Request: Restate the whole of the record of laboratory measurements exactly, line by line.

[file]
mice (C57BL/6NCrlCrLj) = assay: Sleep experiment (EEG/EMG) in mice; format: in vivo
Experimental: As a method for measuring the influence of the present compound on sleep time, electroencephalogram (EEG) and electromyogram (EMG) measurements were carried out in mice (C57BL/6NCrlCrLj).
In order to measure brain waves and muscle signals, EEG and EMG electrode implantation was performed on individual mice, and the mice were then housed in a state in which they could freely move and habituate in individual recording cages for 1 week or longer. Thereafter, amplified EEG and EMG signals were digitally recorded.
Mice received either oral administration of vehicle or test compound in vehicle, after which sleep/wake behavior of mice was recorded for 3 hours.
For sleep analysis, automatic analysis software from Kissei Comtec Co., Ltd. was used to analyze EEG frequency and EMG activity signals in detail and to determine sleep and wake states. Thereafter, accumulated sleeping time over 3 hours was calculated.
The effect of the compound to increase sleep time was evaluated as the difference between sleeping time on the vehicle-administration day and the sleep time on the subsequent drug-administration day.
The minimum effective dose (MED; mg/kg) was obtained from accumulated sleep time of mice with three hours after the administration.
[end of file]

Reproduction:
mice (C57BL/6NCrlCrLj) = assay: Sleep experiment (EEG/EMG) in mice; format: in vivo
Experimental: As a method for measuring the influence of the present compound on sleep time, electroencephalogram (EEG) and electromyogram (EMG) measurements were carried out in mice (C57BL/6NCrlCrLj).
In order to measure brain waves and muscle signals, EEG and EMG electrode implantation was performed on individual mice, and the mice were then housed in a state in which they could freely move and habituate in individual recording cages for 1 week or longer. Thereafter, amplified EEG and EMG signals were digitally recorded.
Mice received either oral administration of vehicle or test compound in vehicle, after which sleep/wake behavior of mice was recorded for 3 hours.
For sleep analysis, automatic analysis software from Kissei Comtec Co., Ltd. was used to analyze EEG frequency and EMG activity signals in detail and to determine sleep and wake states. Thereafter, accumulated sleeping time over 3 hours was calculated.
The effect of the compound to increase sleep time was evaluated as the difference between sleeping time on the vehicle-administration day and the sleep time on the subsequent drug-administration day.
The minimum effective dose (MED; mg/kg) was obtained from accumulated sleep time of mice with three hours after the administration.